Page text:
MJ texted back a smiley. Junior keyed in another text message, “He said the woman seems to be OK. Dad will tell you all about it over dinner.”
It didn’t take long before his phone buzzed again. “She freaked me out. Been thinking about her. Looked familiar somehow but can’t think why.”
“What’s her name? I’ll see if Google throws up anything interesting. You never know ;-).”
He walked up the stairs just as his father hurried down, his shoulder length hair wet from the shower.
“You smell nice. She’s looking forward to seeing you. Have fun.”
“There’s some bread downstairs in the kitchen and butter and cold cuts are in the fridge if you’re hungry. Sorry, there’s not much else. If I’d known you were coming…”
“Don’t worry about it. I’m grand. Had a burger and chips at the motorway station on the way up. And then MJ and I had a load of biscuits with lots of tea when I got here. Am still stuffed.”
“Right so. Don’t wait up. You look tired.”
Ginnie’s triptych was still on the wall above the bed in his room. Henry had wanted to put it away thinking it would upset Junior every time he visited and stayed overnight, but Junior had insisted that it should stay. He loved that painting. Felt connected with her through it. “I preserve memories through art,” she had told him.
He sat his rucksack down on the bed and removed his laptop from it. It took a while to connect to the internet through the satellite broadband.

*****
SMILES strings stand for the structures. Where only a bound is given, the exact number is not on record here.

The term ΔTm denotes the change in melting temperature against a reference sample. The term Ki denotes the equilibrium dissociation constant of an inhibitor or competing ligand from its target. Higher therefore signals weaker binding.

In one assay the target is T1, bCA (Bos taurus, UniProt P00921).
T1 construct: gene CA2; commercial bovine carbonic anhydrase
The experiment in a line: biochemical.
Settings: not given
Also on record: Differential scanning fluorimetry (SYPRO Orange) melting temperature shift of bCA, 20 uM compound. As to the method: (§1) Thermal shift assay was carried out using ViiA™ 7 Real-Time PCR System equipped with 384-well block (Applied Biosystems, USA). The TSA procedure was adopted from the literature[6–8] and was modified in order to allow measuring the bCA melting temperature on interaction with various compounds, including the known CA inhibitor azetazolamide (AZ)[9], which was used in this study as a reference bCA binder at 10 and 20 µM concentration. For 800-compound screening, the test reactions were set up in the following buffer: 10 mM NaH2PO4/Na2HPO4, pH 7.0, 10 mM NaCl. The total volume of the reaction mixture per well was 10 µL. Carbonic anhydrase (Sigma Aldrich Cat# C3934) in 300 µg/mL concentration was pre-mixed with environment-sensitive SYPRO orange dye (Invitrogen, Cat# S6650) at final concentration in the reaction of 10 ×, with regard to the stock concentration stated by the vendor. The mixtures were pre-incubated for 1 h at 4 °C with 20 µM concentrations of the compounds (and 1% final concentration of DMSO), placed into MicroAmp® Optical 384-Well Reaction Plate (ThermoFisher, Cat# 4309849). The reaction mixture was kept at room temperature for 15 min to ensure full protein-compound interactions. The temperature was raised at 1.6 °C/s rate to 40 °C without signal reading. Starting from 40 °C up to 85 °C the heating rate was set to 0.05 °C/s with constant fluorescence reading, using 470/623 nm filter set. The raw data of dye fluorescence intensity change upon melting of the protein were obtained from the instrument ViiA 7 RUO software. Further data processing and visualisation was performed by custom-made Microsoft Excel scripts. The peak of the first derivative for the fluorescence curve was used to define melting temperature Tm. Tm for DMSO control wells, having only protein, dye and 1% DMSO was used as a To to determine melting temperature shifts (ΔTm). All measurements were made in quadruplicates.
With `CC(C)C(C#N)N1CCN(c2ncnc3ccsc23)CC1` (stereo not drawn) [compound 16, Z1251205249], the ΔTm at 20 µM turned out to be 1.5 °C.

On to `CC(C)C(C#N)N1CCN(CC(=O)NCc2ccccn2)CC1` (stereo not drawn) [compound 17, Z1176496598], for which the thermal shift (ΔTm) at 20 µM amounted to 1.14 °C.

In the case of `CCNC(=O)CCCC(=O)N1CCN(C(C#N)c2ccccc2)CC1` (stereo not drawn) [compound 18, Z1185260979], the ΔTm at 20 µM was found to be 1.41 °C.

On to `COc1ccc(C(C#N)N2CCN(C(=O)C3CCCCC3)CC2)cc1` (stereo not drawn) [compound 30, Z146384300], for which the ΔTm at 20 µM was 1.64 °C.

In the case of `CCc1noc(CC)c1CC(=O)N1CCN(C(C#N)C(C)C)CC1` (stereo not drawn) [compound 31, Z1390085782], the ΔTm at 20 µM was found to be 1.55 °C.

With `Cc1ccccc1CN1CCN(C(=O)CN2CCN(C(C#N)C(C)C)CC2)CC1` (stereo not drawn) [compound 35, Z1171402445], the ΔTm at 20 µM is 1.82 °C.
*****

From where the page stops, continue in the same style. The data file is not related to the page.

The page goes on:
He typed Catherine White into the Google search box. Whoa, he hadn’t expected that many hits. The most recent hit was a post by someone called Luce Robbins who had blogged about a Catherine White and appealed for donations to be made at a popular “Mind, Body and Soul” event. There was a photo of the woman and there were links to other articles asking anyone who might know her or might have seen her before she was rescued to come forward.
She had suffered memory loss from head injuries sustained in a suspected hit and run. White may not even be her real name, it said when asked her name after regaining consciousness she answered Cath, but she didn’t remember anything else. The blogger, an aura photography and interpretation consultant, had befriended her and given her this name – both as a means of integrating her back into society and as a symbol of a new beginning.
So that must be why MJ had thought she looked familiar. He scrutinized the photographs. Maybe it wasn’t just that, this lady bore a resemblance to MJ herself. He could well imagine MJ looking like that in twenty years or so.
© Ash N. Finn, 2016